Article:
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Old 08-31-2016, 10:44 AM   #21
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Actually, I wouldn't be surprised if any work done like that, no matter how it is done, is said to void the warranty. (With the SW6DE, not the SW6DEL because they sell the SW6DEL)
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Old 08-31-2016, 10:53 AM   #22
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Since the relay is installed outside of the heater, it doesn't affect the warranty at all. You are not modifying the heater - just adding an external part. The only warranty problem would be with the replacement KIB panel and that would be with Escape.
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Old 08-31-2016, 10:56 AM   #23
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Quote:
Originally Posted by tdf-texas View Post
Since the relay is installed outside of the heater, it doesn't affect the warranty at all. You are not modifying the heater - just adding an external part. The only warranty problem would be with the replacement KIB panel and that would be with Escape.
If it is connected to the heater, then they can probably say that it voids the warranty. I don't know if they say that though. Maybe not.

Freezing weather hoses are sold and those companies say that using any extension cord voids their warranty. That is not a change to their product either. Connecting something up to a product that the company says cannot be used with it often voids warranties. A lot of companies just do not allow any changes.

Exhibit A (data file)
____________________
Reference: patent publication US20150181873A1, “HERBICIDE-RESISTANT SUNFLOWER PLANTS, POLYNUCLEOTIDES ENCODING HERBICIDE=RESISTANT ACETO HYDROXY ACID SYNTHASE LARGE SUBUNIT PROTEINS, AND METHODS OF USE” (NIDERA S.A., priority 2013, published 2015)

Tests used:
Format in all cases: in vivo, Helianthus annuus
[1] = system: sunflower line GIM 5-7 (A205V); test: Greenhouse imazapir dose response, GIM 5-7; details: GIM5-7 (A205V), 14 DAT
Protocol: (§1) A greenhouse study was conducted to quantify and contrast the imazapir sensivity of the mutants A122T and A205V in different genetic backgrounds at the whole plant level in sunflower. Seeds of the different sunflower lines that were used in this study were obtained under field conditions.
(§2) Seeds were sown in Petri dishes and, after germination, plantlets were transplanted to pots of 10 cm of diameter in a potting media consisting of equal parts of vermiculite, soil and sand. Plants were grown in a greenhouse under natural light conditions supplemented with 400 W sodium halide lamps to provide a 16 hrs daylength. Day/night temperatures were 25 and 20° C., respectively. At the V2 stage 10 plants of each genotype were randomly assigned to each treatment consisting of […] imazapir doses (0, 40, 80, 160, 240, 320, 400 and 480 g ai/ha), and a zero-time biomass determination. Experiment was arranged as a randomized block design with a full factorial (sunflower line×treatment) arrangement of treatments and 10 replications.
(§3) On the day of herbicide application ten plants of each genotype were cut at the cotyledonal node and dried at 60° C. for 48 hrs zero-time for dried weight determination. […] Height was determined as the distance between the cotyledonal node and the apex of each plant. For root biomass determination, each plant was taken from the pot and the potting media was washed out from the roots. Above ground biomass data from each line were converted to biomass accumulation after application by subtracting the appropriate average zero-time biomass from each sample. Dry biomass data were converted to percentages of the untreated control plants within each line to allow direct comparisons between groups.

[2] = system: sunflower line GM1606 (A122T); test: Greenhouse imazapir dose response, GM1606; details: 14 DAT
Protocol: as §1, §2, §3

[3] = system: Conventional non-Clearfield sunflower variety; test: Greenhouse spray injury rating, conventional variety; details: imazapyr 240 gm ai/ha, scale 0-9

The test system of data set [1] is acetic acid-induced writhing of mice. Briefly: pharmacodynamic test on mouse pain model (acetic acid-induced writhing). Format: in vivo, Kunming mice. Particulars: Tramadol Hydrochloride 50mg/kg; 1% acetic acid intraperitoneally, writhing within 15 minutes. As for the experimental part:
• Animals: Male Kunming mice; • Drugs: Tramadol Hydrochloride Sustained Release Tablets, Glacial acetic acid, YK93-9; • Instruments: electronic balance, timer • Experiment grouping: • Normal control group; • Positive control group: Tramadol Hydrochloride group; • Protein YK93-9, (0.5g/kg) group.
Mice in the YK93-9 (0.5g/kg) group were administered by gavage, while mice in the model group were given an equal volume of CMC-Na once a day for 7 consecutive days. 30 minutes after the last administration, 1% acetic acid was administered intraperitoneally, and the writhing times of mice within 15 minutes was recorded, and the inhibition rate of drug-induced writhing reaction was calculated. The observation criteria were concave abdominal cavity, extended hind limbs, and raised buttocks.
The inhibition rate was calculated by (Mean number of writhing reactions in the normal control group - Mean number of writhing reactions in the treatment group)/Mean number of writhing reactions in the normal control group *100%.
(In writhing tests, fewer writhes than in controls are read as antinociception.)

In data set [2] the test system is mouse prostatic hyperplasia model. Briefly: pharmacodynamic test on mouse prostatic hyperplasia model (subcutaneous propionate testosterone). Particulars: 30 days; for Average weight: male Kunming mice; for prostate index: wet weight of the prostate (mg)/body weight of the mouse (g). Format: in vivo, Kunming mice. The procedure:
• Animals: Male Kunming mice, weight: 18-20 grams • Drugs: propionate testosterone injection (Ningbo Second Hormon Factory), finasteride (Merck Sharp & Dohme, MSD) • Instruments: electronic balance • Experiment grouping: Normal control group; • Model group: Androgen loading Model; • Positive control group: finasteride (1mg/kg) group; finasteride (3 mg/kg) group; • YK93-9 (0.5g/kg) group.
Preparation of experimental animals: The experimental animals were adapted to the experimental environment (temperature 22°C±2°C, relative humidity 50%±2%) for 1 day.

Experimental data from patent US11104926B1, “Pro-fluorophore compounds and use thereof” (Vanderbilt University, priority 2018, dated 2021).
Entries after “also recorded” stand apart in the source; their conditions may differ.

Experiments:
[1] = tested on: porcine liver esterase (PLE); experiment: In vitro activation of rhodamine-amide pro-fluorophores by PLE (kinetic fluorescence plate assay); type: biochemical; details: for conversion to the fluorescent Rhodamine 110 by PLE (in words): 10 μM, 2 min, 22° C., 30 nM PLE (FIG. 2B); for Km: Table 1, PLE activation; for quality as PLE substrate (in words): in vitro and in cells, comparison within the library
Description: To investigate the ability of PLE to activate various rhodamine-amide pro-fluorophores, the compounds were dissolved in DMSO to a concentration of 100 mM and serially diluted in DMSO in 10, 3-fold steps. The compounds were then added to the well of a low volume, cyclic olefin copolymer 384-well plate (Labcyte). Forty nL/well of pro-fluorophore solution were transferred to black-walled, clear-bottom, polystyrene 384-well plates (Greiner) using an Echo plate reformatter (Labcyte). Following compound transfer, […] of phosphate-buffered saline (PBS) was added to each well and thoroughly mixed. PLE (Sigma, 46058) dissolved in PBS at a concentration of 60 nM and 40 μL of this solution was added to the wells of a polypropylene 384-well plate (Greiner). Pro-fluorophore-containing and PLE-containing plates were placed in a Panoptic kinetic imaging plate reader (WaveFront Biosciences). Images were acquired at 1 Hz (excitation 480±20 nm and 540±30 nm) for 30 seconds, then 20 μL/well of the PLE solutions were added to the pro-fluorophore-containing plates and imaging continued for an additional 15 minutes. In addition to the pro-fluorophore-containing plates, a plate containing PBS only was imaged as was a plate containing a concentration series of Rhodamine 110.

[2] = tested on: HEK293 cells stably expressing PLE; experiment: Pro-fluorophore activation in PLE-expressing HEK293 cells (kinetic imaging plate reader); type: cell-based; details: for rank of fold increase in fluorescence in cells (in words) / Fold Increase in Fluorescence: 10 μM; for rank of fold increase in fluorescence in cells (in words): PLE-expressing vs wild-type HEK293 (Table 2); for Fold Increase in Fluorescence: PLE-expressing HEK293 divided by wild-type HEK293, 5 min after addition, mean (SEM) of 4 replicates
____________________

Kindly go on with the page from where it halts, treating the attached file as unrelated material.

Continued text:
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Old 08-31-2016, 11:02 AM   #24
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Freezing weather hoses are sold and those companies say that using any extension cord voids their warranty. That is not a change to their product either.
That is because an extension cord causes a voltage drop and increased current - which can cause the device to fail.

Adding the relay cannot void the warranty unless the relay catches fire and burns the side of the heater (I plan to mount the relay in the same location as it's mounted on the SW6DEL). As the relay is the same one Surburban uses, that is unlikely.
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Old 08-31-2016, 11:15 AM   #25
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If the company says the warranty is void and will not fix the heater, not a big expense. People have made very minor additions or changes to their refrigerators only to find that the company said the warranty was void, and then they would not fix a non-working refrigerator.